The Tral-Srinagar highway was taken over by thousands of protesters. An Army convoy that passed below was showered by stones as protesters took an advantage of the height. They continuously shouted at civilians to hurry up and leave so that would be able to better pelt the army vehicles.
Saturday July 9, the day after Burhan was killed become bloodier with the killing of 12 unarmed protesters and injuries to 200 across the Valley.
The protestors praised Burhan for reviving militancy. An engineering student and a stone thrower had come from Nowhatta, Srinagar to participate in the protest in the district of Pulwama. “Atrocities by Indian forces created Burhan. They forced him to take the gun and then labeled him a terrorist. He was not a terrorist. India is the terrorist but the international community is not able to see it,” he said.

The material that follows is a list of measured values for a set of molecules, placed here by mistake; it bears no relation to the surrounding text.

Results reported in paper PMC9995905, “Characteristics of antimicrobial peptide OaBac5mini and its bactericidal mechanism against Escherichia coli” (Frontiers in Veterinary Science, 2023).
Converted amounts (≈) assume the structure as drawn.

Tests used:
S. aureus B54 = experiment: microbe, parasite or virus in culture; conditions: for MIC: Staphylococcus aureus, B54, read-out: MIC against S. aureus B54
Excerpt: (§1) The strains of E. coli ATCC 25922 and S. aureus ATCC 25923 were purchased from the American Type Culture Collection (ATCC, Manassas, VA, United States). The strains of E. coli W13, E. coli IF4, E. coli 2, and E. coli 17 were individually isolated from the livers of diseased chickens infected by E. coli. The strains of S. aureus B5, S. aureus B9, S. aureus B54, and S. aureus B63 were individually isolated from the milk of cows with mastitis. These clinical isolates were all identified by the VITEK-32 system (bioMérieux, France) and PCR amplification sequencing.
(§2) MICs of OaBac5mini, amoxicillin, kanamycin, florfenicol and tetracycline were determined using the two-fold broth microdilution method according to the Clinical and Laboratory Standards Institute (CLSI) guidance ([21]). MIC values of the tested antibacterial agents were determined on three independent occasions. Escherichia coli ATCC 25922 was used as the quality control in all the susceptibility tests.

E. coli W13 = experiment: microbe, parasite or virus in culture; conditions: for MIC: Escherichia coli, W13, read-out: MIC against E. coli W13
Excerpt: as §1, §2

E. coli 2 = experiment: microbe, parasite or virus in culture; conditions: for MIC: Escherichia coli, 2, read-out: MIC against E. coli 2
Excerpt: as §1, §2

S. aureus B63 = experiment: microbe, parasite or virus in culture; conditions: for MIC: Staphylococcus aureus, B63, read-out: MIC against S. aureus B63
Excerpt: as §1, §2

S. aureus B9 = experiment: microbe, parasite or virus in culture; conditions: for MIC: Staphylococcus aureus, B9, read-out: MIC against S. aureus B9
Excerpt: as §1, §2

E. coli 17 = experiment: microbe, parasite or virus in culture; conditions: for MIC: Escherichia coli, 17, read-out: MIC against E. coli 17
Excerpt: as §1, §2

Two years after his death, Burhan continues to be a role model for millions of Kashmiris. People across the disputed territory continue to praise him for his kindheartedness, as he opposed the killing of local policemen and informers.
Since then, scores of educated young people have taken up arms. The rebel ranks have swelled with scholars, professors and young men from well-off families. The families support them.
Recently a video went viral on Facebook in which a girl clad in a black veil refused the Indian army’s request to ask her militant brother Adil Ahmad Wani to surrender. “If he returns home, I will martyr him with my own hands,” she is heard saying to an army man sitting near her father on a veranda of their house in the 1:42 minute clip.
A new phase has emerged as well. Hundreds of young people throng encounter sites with the aim of helping militants flee gun battles. Several young boys have been killed while trying to successfully help militants. “We Kashmiris have now understood the importance of the gun so we have been left with no choice than to help militants despite knowing that we might be killed.”
This young man said that had Burhan’s encounter gone on for a few more hours he and dozens of his friends would have gone right up to Kokarnaag to shield him. “Only an army of boys could have fought an army of killers,” he said. “Two years ago they killed Burhan and today each house has one.”